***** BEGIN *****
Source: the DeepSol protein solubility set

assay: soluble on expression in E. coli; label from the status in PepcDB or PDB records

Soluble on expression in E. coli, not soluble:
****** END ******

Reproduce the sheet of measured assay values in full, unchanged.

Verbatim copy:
Source: the DeepSol protein solubility set

assay: soluble on expression in E. coli; label from the status in PepcDB or PDB records

Soluble on expression in E. coli, not soluble: